By Dave B.
In Netflix’s The Witcher, Geralt of Rivia is a Witcher: a mutant created by magic whose life is dedicated to killing monsters for money. Shunned by humans who believe that Witchers are emotionless abominations, Geralt finds his fate intertwined with those of Yennerfer, an ambitious sorceress who craves power to salve the wounds of her painful past, and Cirilla, a young princess from the kingdom of Centra who is on the run from the forces of the Nilfgaardian Empire who seek to use her incredible untapped powers for themselves.
So, I’ve never read any of The Witcher books nor played any of the games. I came into this series completely ignorant of this fantasy world and the rules that it works under. And the biggest “flaw” in the show is that it expects its audience to use their brains to figure out what is going on. It doesn’t hold your hand explaining things. On general principle, I love that. In actual application, it would be nice if the showrunner decided to offer just a bit more insight into several concepts that are central to the show’s plot. Despite the lack of handholding as far as politics, the rules governing magic, and the history of the world, it’s fairly easy to catch on to what is happening in the show and extremely easy to immerse oneself in the frequent action that takes place throughout the season’s eight, hour-long episodes.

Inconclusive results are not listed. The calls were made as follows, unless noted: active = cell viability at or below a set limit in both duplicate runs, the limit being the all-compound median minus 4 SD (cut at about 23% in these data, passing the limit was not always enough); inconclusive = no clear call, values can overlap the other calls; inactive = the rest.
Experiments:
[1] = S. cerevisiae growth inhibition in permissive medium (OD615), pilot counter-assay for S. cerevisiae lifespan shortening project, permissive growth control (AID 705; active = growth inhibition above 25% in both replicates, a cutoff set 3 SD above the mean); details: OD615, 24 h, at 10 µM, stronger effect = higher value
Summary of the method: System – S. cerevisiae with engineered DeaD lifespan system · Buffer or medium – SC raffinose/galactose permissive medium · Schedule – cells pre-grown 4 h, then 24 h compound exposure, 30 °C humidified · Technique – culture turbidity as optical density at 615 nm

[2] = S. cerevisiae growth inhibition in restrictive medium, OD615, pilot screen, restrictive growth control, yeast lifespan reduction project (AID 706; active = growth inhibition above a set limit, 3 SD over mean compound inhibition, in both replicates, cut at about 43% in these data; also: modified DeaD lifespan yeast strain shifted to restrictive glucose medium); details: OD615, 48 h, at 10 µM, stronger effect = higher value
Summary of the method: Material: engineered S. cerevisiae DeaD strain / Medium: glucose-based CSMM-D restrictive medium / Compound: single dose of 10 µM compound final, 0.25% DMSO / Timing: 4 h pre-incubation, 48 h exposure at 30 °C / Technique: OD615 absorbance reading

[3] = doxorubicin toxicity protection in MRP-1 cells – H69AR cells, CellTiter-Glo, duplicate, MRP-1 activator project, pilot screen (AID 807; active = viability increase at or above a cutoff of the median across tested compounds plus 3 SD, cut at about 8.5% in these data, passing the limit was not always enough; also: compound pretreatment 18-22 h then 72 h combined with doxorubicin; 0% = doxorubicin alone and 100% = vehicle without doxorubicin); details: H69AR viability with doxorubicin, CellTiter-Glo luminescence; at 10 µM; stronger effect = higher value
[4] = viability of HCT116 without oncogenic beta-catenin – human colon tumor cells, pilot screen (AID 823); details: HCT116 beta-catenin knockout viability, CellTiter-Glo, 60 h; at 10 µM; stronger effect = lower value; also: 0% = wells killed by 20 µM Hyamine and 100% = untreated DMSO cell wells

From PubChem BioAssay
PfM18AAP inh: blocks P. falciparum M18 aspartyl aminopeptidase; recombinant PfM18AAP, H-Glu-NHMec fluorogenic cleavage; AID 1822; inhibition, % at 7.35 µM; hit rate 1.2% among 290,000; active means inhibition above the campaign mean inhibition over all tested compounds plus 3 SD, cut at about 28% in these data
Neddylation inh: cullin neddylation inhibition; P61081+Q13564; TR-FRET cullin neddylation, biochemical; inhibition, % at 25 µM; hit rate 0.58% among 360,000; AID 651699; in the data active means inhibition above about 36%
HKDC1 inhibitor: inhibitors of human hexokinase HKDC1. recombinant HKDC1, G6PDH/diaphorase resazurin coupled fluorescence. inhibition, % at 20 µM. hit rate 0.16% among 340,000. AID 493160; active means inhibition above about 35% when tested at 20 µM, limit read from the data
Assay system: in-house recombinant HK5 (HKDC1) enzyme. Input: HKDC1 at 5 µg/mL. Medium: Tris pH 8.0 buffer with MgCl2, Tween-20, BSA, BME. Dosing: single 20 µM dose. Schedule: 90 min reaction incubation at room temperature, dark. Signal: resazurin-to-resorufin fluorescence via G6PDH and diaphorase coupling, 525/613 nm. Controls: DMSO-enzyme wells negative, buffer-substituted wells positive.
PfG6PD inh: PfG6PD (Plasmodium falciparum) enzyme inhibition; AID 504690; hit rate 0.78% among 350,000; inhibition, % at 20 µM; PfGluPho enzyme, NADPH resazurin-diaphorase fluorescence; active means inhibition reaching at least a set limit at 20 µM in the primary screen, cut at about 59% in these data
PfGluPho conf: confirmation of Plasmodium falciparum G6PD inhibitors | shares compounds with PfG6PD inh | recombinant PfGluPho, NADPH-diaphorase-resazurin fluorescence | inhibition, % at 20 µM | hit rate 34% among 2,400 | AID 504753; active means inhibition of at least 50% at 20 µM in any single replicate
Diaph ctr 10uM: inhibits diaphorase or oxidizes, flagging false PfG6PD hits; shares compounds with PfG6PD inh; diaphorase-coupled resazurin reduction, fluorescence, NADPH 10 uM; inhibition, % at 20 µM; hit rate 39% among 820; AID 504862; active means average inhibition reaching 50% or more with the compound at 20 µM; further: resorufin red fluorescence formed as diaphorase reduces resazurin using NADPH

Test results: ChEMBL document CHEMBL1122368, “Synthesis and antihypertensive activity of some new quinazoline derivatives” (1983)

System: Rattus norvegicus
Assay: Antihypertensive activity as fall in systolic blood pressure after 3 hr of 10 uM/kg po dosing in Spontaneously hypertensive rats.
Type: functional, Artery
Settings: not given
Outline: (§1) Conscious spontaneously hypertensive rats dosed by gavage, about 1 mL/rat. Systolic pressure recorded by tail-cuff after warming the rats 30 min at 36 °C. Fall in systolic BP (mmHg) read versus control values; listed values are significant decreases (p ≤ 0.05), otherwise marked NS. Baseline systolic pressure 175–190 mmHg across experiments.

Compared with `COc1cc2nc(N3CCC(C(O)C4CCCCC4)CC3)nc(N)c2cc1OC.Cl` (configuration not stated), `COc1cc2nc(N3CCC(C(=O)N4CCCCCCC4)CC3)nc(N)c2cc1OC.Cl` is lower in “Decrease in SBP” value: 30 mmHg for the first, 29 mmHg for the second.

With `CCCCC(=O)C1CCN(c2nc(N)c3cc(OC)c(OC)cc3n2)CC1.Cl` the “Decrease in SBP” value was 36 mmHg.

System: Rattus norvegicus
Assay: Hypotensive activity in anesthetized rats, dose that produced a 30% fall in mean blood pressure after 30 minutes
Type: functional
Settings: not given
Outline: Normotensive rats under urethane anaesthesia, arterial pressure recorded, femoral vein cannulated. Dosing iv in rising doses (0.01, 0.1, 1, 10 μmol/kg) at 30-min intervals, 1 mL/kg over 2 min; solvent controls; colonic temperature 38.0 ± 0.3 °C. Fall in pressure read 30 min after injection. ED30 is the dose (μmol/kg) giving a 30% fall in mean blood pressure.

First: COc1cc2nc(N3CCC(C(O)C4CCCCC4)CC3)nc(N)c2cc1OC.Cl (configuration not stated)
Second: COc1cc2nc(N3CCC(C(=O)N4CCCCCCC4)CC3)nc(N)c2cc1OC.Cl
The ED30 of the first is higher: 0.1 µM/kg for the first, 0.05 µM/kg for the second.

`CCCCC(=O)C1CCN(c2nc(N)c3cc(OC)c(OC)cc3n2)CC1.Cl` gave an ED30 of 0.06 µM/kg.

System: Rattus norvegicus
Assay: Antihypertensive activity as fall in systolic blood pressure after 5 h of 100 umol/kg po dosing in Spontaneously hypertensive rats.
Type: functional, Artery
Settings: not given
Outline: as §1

And I’m extremely glad that the show’s intricate plot is followable (for those that pay attention) because The Witcher is now undoubtedly my favorite fantasy show/movie ever. There are a few reasons for this. For starters, most of the episodes center around a self-contained quest which tangentially ties into the larger story. Frankly, I find that to be a lot of fun. Even better, the show plays with time in a way that is extremely compelling to me. This is one of the few things that I’ve watched this year that actually completely surprised me and I’ll always give bonus points for that. Perhaps most importantly, The Witcher feels as if it’s always moving. That isn’t to say that the larger story doesn’t occasionally get lost along the way or that the show’s pacing is always perfect, but The Witcher didn’t bore me for a single instant. It basically fulfilled my wish of wondering how great the Lord of the Rings movies would have been without all of the boring Frodo/hobbit/food crap.
I love Season One of The Witcher and I don’t give a damn that plenty of professional critics have issues with it. It has gorgeous settings, brilliant cinematography, characters that I really like and care about, and a ton of action, excitement, romance, magic, and intrigue. It’s a must-watch for any fan of the fantasy genre and it’s the only show I’ve seen this year that I would eagerly watch again. I can’t guarantee that everyone who watches The Witcher will love it, but I think that if you’re ready to do some intellectual lifting, there’s a pretty good chance that you will.
I have no clue what I'm doing, but I'll keep doing whatever it is to the best of my ability.